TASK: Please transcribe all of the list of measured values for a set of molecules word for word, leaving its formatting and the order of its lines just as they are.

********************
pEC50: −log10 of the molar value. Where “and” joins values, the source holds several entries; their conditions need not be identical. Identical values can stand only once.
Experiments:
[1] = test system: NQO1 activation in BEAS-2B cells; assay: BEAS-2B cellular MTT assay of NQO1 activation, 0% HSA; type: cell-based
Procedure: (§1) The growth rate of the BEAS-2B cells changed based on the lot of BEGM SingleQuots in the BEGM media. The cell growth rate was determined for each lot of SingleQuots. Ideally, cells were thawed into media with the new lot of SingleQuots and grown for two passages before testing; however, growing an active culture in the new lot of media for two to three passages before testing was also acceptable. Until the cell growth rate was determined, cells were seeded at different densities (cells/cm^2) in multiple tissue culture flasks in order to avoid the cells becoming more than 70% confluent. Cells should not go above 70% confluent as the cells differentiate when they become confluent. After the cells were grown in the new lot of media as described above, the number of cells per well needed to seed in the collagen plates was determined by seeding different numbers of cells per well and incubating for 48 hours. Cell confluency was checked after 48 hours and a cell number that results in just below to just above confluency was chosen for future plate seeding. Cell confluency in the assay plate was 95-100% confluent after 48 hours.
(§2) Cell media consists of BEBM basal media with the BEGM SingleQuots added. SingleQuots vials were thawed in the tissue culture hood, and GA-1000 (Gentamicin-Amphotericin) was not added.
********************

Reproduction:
pEC50: −log10 of the molar value. Where “and” joins values, the source holds several entries; their conditions need not be identical. Identical values can stand only once.
Experiments:
[1] = test system: NQO1 activation in BEAS-2B cells; assay: BEAS-2B cellular MTT assay of NQO1 activation, 0% HSA; type: cell-based
Procedure: (§1) The growth rate of the BEAS-2B cells changed based on the lot of BEGM SingleQuots in the BEGM media. The cell growth rate was determined for each lot of SingleQuots. Ideally, cells were thawed into media with the new lot of SingleQuots and grown for two passages before testing; however, growing an active culture in the new lot of media for two to three passages before testing was also acceptable. Until the cell growth rate was determined, cells were seeded at different densities (cells/cm^2) in multiple tissue culture flasks in order to avoid the cells becoming more than 70% confluent. Cells should not go above 70% confluent as the cells differentiate when they become confluent. After the cells were grown in the new lot of media as described above, the number of cells per well needed to seed in the collagen plates was determined by seeding different numbers of cells per well and incubating for 48 hours. Cell confluency was checked after 48 hours and a cell number that results in just below to just above confluency was chosen for future plate seeding. Cell confluency in the assay plate was 95-100% confluent after 48 hours.
(§2) Cell media consists of BEBM basal media with the BEGM SingleQuots added. SingleQuots vials were thawed in the tissue culture hood, and GA-1000 (Gentamicin-Amphotericin) was not added.